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Progressive Fiction


Spoon: Gimme Fiction

Merge, 2005

Rating: 4.5


Posted: May 12, 2005

By Laurence Station

For Britt Daniel and Jim Eno, the creative duo behind Spoon’s albums (touring bassist Josh Zarbo and pianist Eric Harvey appear on one track), it’s all about finding the right vibe. Kill the Moonlight, with its stripped-bare rhythms, broken down into basic elements and then reconfigured to sound incredibly expansive, proved Daniel and Eno weren’t content to rehash the appealing but less adventurous indie rock of Spoon’s 2001 breakthrough, Girls Can Tell. Moonlight’s hotly anticipated successor, Gimme Fiction, validates the assessment that Spoon is one of the boldest groups currently operating. Less arresting but more unified than Kill the Moonlight, Fiction finds Daniel and Eno exploring the tension between a tight rhythm section and chaotic production techniques (from messy guitar parts to bizarre samples). And that provides an edge to the music that not only makes for an attention-grabbing collection, but also rewards repeated listens.

The core trio of Daniel, Eno and co-producer Mike McCarthy recorded more than half of Fiction’s eleven tracks, although other collaborators make significant contributions. Tosca Strings members Ames Asbell on viola, and cellist Sara Nelson support two cuts (the shuffling “The Two Sides of Monsieur Valentine” and prickly closer “Merchants of Soul”); Eric Bachmann of Crooked Fingers sings background vocals on the superb, anxious funk number “I Turn My Camera On;” John Painter plays trumpet, trombone and saxophone on the rolling, piano-driven highpoint “My Mathematical Mind.” Fragments of work done during aborted recording sessions by producers John Vanderslice and Scott Solter survive on the moody, meandering "Was It You?"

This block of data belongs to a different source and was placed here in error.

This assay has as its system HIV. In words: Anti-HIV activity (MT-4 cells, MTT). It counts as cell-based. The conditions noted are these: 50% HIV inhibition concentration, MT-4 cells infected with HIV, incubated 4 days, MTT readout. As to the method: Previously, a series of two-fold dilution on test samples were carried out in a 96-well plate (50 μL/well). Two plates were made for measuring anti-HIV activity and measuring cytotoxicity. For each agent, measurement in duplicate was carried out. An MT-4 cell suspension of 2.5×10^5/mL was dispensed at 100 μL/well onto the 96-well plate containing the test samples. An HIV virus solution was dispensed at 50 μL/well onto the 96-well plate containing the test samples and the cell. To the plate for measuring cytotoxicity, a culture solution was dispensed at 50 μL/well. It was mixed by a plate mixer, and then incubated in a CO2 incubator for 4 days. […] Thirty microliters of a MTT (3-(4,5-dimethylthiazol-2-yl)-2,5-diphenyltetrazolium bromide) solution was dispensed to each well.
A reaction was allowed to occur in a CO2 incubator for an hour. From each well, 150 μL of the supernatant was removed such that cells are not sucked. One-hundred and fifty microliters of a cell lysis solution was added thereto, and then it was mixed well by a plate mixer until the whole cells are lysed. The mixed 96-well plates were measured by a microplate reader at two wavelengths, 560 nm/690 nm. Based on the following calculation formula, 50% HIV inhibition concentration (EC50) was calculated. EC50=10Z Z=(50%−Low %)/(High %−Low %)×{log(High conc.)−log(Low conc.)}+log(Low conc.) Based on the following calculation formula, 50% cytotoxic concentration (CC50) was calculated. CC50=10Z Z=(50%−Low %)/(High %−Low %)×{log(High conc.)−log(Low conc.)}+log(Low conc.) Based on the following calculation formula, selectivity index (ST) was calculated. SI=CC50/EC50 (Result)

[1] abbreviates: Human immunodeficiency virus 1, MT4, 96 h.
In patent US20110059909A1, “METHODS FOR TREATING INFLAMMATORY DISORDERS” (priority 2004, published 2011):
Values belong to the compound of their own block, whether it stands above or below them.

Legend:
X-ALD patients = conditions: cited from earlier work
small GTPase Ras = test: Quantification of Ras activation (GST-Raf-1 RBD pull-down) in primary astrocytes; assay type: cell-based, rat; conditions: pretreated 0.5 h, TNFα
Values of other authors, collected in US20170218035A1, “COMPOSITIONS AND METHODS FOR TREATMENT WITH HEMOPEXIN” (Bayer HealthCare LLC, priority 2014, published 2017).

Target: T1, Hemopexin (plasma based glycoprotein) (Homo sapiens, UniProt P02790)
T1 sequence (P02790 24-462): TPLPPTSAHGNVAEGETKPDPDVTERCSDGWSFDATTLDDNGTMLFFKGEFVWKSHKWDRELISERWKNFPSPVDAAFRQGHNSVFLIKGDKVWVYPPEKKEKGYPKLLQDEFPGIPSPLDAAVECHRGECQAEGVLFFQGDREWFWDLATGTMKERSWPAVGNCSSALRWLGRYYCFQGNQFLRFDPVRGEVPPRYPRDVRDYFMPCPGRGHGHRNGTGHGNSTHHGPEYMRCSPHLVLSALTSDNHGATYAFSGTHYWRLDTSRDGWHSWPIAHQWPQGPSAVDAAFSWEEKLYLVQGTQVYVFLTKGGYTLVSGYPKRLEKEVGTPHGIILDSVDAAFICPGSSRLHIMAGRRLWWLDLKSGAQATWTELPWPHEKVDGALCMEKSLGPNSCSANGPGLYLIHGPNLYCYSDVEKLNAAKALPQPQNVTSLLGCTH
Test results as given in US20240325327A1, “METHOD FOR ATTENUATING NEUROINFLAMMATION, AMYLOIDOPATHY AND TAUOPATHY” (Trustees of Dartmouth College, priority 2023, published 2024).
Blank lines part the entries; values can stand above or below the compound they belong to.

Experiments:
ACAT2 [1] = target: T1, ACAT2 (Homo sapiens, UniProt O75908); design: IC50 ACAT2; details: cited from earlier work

But it’s obvious that Daniel and Eno ultimately discovered the right tone for the album working with McCarthy. If nothing else, there will be a slew of also-ran tracks sitting in a vault somewhere just begging for B-side or deluxe reissue release down the road. (Indeed, initial pressings of Fiction come with a four-track bonus disc of outtakes and demos.) Given Fiction's bumpy recording history, the fact that the album holds together so tightly is a credit to the disciplined consistency with which Eno and Daniel approached the material.

Daniel pens an ode to the creative process and his chosen profession on the bold, Beatle-esque opener “The Beast and Dragon, Adored,” claiming “When you don't feel it, it shows / They tear out your soul / And when you believe they call it rock and roll.” And it’s that often torturous cycle of creating something others can appreciate and then having to top oneself that permeates the musical textures and needles through the emotional fabric of Fiction. From the opening verse of “I Summon You” (“Remember the weight of the world / It's a sound that we used to buy / On cassette and 45”) to “The Infinite Pet” -- which serves as an amusingly abstract complement to Girls' “The Fitted Shirt” (“I never knew the coat check was danger / ’Til I met this one and took it inside”) -- Fiction indirectly comments on the nature of the music business and reveals just how far the band has progressed over the past few years.

On the dynamic “They Never Got You,” Daniel sings “Did you repeat yourself / 'Cause no one would hear /And just say it again / 'Cause they never got you and you never got them.” With Gimme Fiction, Spoon buttresses the idea that a band can retain its identity without being repetitious. Which undoubtedly bodes well for any and all future releases.

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 Ratings Key:
 5.0: A classic
 4.0-4.9: Stellar work
 3.0-3.9: Worthwhile effort
 2.0-2.9: Nothing special
 1.1-1.9: Pretty bad
 0.0-1.0: Total disaster

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